Most ERTs are administered to patients via infusion. The ERT enzyme then needs to make its way from the bloodstream to the lysosomes within the affected cells to help metabolize the accumulating lipids, carbohydrates, or proteins. Mannose 6-phosphate (M6P) is a specialized carbohydrate structure found on the surfaces of lysosomal enzymes, and it enables ERT enzymes to bind to specialized M6P receptors on cell surfaces. Once this happens, the ERT enzymes can reach the lysosomes and exert their biological functions. Without M6P, ERT enzymes cannot make their way into the lysosomes to metabolize the accumulating substrates.
Since M6P is required to deliver ERT enzymes to lysosomes, increasing the M6P content of therapeutic enzymes is a logical strategy to improve lysosomal targeting for ERTs. However, it is extremely difficult to control carbohydrate processing to create ERT enzymes with high amounts of M6P; it is virtually impossible to control carbohydrate processing in vivo using gene therapy..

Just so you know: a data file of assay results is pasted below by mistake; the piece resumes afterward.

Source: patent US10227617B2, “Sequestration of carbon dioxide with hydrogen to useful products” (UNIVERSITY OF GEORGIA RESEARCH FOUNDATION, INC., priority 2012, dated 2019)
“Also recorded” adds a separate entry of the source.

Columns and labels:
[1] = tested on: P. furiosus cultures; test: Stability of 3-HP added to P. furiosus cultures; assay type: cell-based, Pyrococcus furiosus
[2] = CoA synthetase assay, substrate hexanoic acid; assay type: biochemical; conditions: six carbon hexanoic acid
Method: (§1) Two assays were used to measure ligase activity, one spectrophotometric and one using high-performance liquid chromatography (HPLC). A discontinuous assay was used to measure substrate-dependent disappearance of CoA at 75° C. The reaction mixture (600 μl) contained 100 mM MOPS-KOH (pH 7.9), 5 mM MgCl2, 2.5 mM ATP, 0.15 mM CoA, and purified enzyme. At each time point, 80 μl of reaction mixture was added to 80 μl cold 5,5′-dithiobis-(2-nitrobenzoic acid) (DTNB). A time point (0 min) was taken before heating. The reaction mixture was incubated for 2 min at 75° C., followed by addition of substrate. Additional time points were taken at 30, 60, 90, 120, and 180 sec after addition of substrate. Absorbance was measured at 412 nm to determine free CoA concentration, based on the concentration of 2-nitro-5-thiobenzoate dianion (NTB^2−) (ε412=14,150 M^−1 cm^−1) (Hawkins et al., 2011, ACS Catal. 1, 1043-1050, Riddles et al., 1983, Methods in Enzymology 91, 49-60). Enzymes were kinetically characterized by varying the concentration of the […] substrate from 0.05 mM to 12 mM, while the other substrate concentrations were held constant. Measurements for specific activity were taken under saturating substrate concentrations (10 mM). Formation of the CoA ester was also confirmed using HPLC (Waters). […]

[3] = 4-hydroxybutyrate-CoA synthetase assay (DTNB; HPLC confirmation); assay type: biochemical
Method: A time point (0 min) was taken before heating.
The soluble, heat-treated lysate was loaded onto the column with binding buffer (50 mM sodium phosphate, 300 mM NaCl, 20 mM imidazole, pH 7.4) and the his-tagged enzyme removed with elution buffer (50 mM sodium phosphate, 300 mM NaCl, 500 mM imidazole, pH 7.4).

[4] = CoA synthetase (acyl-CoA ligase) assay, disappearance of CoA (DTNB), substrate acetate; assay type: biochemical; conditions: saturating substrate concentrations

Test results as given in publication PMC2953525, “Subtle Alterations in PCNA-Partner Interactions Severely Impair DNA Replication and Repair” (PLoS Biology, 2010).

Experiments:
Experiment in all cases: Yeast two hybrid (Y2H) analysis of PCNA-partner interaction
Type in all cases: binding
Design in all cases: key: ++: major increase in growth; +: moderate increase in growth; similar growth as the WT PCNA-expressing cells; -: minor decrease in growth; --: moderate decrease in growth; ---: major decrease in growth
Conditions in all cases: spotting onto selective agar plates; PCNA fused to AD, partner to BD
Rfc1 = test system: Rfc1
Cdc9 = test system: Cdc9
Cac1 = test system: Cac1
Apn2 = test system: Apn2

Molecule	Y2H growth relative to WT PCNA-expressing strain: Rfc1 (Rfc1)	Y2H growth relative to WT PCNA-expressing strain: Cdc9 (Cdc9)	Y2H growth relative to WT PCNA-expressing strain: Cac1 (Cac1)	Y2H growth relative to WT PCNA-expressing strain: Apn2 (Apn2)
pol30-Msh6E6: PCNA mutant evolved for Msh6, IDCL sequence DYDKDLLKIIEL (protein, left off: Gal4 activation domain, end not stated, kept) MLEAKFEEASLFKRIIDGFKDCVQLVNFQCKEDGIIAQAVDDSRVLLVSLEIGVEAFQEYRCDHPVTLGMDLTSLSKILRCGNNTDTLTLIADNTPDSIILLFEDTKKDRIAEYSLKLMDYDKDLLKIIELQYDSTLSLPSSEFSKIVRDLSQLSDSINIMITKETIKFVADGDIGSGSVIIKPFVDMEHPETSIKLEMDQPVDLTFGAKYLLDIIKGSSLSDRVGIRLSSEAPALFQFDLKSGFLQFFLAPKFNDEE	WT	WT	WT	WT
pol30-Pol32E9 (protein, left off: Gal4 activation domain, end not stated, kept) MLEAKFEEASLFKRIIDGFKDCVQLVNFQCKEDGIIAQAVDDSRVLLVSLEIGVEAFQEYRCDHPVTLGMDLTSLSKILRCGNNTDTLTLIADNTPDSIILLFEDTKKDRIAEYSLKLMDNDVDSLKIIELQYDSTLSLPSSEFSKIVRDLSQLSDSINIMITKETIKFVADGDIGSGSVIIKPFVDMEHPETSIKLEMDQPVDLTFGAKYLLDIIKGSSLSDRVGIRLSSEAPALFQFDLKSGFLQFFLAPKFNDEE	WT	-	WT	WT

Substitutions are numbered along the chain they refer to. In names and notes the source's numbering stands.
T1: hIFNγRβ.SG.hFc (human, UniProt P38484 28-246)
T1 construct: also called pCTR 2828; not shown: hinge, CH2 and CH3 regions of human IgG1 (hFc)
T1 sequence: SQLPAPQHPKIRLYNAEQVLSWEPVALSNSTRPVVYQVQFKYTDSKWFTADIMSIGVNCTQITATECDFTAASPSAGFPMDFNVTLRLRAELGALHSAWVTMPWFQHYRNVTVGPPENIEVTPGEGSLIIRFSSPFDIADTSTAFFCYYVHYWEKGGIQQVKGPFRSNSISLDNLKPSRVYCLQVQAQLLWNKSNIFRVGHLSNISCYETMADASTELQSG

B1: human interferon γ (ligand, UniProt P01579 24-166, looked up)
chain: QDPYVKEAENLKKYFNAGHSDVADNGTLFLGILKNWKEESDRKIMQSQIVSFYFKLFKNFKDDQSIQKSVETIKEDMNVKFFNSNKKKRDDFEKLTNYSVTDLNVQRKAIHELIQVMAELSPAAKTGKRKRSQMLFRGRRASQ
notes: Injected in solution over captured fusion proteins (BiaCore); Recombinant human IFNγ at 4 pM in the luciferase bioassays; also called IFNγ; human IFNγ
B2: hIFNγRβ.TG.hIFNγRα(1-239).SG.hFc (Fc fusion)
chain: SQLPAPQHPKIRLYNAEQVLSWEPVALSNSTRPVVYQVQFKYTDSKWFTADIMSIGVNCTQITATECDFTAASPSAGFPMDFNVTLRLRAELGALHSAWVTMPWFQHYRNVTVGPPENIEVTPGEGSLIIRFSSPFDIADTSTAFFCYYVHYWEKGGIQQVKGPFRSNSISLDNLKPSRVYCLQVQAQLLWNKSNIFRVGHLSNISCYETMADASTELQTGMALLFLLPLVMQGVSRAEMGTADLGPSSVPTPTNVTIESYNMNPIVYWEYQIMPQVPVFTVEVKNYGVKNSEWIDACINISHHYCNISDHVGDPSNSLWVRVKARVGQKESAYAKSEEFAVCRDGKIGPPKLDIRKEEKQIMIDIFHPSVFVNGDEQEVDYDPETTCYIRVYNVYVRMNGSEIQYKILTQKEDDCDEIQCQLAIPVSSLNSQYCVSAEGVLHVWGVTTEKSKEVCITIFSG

Prior efforts to enhance M6P content have largely failed, despite decades of effort and hundreds of millions of dollars devoted to the endeavor. Consequently, most ERTs and gene therapy products do not reach the lysosomes where they are needed in sufficient quantities.
M6P Therapeutics developed a breakthrough technology platform in 2017 that enables the ability to create ERT enzymes with high levels of M6P.